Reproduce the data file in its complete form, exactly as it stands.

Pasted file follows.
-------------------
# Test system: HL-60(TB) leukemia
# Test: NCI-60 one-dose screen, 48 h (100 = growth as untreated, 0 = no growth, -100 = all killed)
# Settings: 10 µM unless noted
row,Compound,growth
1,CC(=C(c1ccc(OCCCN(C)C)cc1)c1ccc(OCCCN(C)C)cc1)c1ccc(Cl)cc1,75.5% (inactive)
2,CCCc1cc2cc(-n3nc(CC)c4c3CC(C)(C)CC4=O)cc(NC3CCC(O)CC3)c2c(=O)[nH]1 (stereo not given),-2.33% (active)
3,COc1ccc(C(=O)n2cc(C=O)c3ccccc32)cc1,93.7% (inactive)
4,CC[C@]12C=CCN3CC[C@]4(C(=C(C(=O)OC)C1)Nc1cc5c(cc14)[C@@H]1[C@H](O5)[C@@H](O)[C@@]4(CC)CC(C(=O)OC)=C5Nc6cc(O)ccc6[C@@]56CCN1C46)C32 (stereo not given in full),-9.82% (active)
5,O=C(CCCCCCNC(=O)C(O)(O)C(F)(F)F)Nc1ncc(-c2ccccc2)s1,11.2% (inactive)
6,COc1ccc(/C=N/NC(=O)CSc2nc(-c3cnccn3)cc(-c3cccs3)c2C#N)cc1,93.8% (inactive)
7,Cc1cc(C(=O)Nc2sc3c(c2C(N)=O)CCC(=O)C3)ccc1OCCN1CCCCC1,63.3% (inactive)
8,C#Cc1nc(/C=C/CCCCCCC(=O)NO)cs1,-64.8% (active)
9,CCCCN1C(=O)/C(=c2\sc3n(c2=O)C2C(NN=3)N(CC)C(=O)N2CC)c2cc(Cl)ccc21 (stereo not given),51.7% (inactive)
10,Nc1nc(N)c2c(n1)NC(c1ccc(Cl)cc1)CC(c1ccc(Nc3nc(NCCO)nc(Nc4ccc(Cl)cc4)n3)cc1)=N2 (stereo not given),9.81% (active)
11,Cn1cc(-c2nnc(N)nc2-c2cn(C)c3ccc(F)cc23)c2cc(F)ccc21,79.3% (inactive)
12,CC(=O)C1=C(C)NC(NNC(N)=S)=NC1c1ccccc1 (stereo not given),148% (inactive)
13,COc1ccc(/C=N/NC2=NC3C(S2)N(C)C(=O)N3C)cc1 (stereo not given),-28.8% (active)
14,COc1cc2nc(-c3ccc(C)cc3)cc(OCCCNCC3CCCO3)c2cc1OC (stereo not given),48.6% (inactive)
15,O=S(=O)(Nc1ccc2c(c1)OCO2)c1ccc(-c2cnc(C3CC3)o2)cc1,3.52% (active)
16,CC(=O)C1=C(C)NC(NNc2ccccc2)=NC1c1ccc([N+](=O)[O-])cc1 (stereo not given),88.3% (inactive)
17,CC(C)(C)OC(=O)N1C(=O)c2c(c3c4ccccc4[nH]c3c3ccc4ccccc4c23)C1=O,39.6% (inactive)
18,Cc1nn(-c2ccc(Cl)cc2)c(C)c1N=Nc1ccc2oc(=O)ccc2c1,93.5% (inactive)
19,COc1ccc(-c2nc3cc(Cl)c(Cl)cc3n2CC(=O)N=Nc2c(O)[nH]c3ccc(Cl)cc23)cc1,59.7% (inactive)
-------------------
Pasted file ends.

# Test system: HL-60(TB) leukemia
# Test: NCI-60 one-dose screen, 48 h (100 = growth as untreated, 0 = no growth, -100 = all killed)
# Settings: 10 µM unless noted
row,Compound,growth
1,CC(=C(c1ccc(OCCCN(C)C)cc1)c1ccc(OCCCN(C)C)cc1)c1ccc(Cl)cc1,75.5% (inactive)
2,CCCc1cc2cc(-n3nc(CC)c4c3CC(C)(C)CC4=O)cc(NC3CCC(O)CC3)c2c(=O)[nH]1 (stereo not given),-2.33% (active)
3,COc1ccc(C(=O)n2cc(C=O)c3ccccc32)cc1,93.7% (inactive)
4,CC[C@]12C=CCN3CC[C@]4(C(=C(C(=O)OC)C1)Nc1cc5c(cc14)[C@@H]1[C@H](O5)[C@@H](O)[C@@]4(CC)CC(C(=O)OC)=C5Nc6cc(O)ccc6[C@@]56CCN1C46)C32 (stereo not given in full),-9.82% (active)
5,O=C(CCCCCCNC(=O)C(O)(O)C(F)(F)F)Nc1ncc(-c2ccccc2)s1,11.2% (inactive)
6,COc1ccc(/C=N/NC(=O)CSc2nc(-c3cnccn3)cc(-c3cccs3)c2C#N)cc1,93.8% (inactive)
7,Cc1cc(C(=O)Nc2sc3c(c2C(N)=O)CCC(=O)C3)ccc1OCCN1CCCCC1,63.3% (inactive)
8,C#Cc1nc(/C=C/CCCCCCC(=O)NO)cs1,-64.8% (active)
9,CCCCN1C(=O)/C(=c2\sc3n(c2=O)C2C(NN=3)N(CC)C(=O)N2CC)c2cc(Cl)ccc21 (stereo not given),51.7% (inactive)
10,Nc1nc(N)c2c(n1)NC(c1ccc(Cl)cc1)CC(c1ccc(Nc3nc(NCCO)nc(Nc4ccc(Cl)cc4)n3)cc1)=N2 (stereo not given),9.81% (active)
11,Cn1cc(-c2nnc(N)nc2-c2cn(C)c3ccc(F)cc23)c2cc(F)ccc21,79.3% (inactive)
12,CC(=O)C1=C(C)NC(NNC(N)=S)=NC1c1ccccc1 (stereo not given),148% (inactive)
13,COc1ccc(/C=N/NC2=NC3C(S2)N(C)C(=O)N3C)cc1 (stereo not given),-28.8% (active)
14,COc1cc2nc(-c3ccc(C)cc3)cc(OCCCNCC3CCCO3)c2cc1OC (stereo not given),48.6% (inactive)
15,O=S(=O)(Nc1ccc2c(c1)OCO2)c1ccc(-c2cnc(C3CC3)o2)cc1,3.52% (active)
16,CC(=O)C1=C(C)NC(NNc2ccccc2)=NC1c1ccc([N+](=O)[O-])cc1 (stereo not given),88.3% (inactive)
17,CC(C)(C)OC(=O)N1C(=O)c2c(c3c4ccccc4[nH]c3c3ccc4ccccc4c23)C1=O,39.6% (inactive)
18,Cc1nn(-c2ccc(Cl)cc2)c(C)c1N=Nc1ccc2oc(=O)ccc2c1,93.5% (inactive)
19,COc1ccc(-c2nc3cc(Cl)c(Cl)cc3n2CC(=O)N=Nc2c(O)[nH]c3ccc(Cl)cc23)cc1,59.7% (inactive)